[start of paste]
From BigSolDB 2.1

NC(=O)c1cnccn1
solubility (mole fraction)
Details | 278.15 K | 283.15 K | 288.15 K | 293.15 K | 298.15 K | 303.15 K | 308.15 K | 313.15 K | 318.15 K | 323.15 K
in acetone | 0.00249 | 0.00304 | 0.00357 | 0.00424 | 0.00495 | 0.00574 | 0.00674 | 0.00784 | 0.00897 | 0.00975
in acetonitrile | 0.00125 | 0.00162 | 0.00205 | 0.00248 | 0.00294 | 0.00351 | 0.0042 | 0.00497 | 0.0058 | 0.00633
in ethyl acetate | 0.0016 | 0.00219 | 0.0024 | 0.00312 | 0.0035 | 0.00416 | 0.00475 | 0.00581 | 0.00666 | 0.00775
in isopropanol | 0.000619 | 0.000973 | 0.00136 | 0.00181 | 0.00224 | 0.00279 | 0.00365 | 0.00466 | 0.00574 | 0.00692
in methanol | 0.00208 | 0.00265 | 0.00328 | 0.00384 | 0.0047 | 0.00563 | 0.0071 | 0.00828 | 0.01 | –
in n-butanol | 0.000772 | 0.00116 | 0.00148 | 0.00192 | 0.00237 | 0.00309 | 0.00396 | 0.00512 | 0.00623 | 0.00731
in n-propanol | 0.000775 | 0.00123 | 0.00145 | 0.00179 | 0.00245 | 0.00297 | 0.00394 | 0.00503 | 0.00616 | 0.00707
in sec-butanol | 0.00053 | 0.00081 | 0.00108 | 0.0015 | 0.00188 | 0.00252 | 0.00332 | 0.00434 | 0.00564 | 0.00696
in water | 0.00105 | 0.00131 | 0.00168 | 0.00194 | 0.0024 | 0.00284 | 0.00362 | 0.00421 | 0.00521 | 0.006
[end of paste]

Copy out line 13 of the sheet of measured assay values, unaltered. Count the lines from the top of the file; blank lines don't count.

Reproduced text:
in water | 0.00105 | 0.00131 | 0.00168 | 0.00194 | 0.0024 | 0.00284 | 0.00362 | 0.00421 | 0.00521 | 0.006